Located between Dubai Creek and the Gulf, Dubai lies at the heart of lucrative exchange routes, where as Abu Dhabi’s riches is derived to a great extent from oil.
Early History and Pre-oil Dubai
Dubai’s topographical nearness to Iran made it an essential exchange area. The town of Dubai was an imperative port of call for foreign tradesmen, mainly those from Iran, a considerable lot of whom in the long run settled in the town. By the start of the twentieth century, it was a vital port.
Dubai was known for its pearl exports until the 1930s; the pearl exchange was harmed hopelessly by the Great Depression in the 1930s and the development of refined pearls. With the crumple of the pearling business, Dubai fell into a profound despondency and numerous residents starved or moved to different parts of the Persian Gulf.
The black-top / asphalt runway was developed in 1965, opening Dubai to both regional and whole deal traffic. In 1970 another terminal building was built which incorporated Dubai’s first duty-free free shops.
Oil was eventually discovered in territorial waters off Dubai in 1966, yet in far littler quantities. The first field was named ‘Fateh’ or ‘favorable luck’.
This led the emirate to grant concessions to international oil companies, hence prompting to a massive influx of foreign laborers, primarily Asians and Middle easterners. Between 1968 and 1975 the city’s population grew by over 300%.
Port Rashid was the first of a swathe of ventures intended to make an advanced exchanging foundation, including roads, bridges, schools and hospitals.
Later Growth and Reaching the UAE’s Act of Union
On 2 December 1971, Dubai together with Abu Dhabi, Sharjah, Ajman, Umm Al Qawain and Fujairah participated in the Act of Union to form the United Arab Emirates. The seventh emirate, Ras Al Khaimah, joined the UAE on 10 February 1972.
In 1973, Dubai joined alternate emirates to adopt a uniform currency: the UAE dirham. In that same year, the prior monetary union with Qatar was dissolved and the UAE Dirham was presented all through the Emirates.
Recent History and Modern Dubai
During the 1970s, Dubai kept on developing from incomes produced from oil and trade, even as the city saw an influx of immigrants fleeing the Lebanese civil war. Border disputes between the emirates continued even after the formation of the UAE; it was only in 1979 that a formal trade off was achieved that finished differences
The Jebel Ali port was established in 1979. JAFZA (Jebel Ali Free Zone) was built around the port in 1985 to provide foreign companies unrestricted import of labor and export capital. Dubai airport and the aviation industry additionally kept on developing.
Extensive increments in oil costs after the Gulf War urged Dubai to keep on focusing on organized commerce and tourism.
Religion assumes a critical part in the way of life and culture of Dubai. Mosques can be found all through the city and at sunset the call to prayer can be heard across the housetops. It is possible for non-Muslim tourists to visit certain mosques in Dubai; perhaps the most noteworthy is the Jumeirah Mosque, tours of which can be booked through the Sheikh Mohammed Centre for Cultural Understanding.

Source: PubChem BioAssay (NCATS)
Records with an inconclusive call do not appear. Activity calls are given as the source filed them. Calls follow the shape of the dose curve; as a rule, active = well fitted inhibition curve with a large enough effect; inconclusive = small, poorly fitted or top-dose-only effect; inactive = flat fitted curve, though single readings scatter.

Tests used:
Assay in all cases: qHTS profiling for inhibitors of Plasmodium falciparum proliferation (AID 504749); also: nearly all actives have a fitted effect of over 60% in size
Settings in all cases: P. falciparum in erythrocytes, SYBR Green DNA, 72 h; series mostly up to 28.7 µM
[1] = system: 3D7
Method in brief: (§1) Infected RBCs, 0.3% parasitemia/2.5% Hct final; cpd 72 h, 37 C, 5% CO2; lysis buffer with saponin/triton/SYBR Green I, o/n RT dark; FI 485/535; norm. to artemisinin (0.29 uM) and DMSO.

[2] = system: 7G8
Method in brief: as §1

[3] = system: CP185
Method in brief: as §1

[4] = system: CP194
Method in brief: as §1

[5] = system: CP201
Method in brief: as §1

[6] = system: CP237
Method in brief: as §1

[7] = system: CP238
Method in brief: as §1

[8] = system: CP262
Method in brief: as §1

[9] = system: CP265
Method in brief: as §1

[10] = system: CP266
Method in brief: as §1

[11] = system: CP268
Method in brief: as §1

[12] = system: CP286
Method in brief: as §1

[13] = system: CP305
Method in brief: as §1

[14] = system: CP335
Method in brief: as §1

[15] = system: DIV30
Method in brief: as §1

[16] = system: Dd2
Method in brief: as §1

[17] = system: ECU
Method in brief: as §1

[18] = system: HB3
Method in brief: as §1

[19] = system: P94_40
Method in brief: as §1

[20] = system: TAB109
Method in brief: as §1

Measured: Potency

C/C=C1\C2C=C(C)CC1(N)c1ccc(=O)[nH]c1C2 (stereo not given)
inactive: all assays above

Ramadan in Dubai
Ramadan is a famous time of year to visit Dubai; although all residents and visitors must refrain from eating or drinking in public in sunlight hours, it is a wonderful time to encounter the nearby culture and solid religious heritage of the city. Non-Muslims may eat and drink in assigned areas, and numerous hotels and shopping centers will have different outlets that stay open during Ramadan.
Clothing in Dubai
Visitors to Dubai should dress modestly, especially in traditionalist regions and public places. Swimwear is acceptable at the beach or around the swimming pool, but visitors should cover up elsewhere. Shorts and T-shirts are reasonable clothing in many places, although when visiting mosques, religious destinations or older parts of the city, both men and ladies may feel more good wearing baggy garments that cover shoulders, arms and legs. Women will usually be required to wear a headscarf when entering mosques.
Courtesy and Hospitality in the Arab world
Courtesy and hospitality are important ethics in the Arab world, and visitors will enjoy the friendliness and warm welcome provided by locals. If you are invited to a sitting (majlis), evacuate your shoes at the passageway. Males and females will probably be escorted to different sections. It is important to stand up for new guests and older or higher-positioning individuals, and men are expected to stand when a woman enters the room.
At the point when welcoming an individual from the inverse sex who is Muslim, it is essential not to offer to shake hands unless they amplify their hand first – both men and women (more commonly women) may lean toward not to shake hands with the opposite due to religious reasons.
In the event that you are hosting Muslim visitors, don’t offer them mixed drinks or pork.
Drinking Alcohol in Dubai
Mixed Alcoholic refreshments are accessible in licensed bars and restaurants in Dubai. So as to get a permit, an outlet must be connected to a hotel or sports center, and in this way, most bars, pubs and authorized restaurants can be found inside Dubai’s hotels.
Visitors may likewise buy alcohol from Duty Free shops at Dubai International Airport. Drinking and driving is entirely prohibited, and Dubai Police adopt a zero resistance strategy – at the end of the day, it is not protected to have even one drink on the off chance that you are driving.
Illegal actions in Dubai
Holding hands is acceptable but kissing and hugging in public is not. Noise disruptions, making obscene gestures and showing disrespect in any way to Dubai’s religion or its leaders are all forbidden.
use or possession of drugs, cohabitation, sex outside of marriage, having a baby out of wedlock, adultery and homosexuality are also considered illegal in Dubai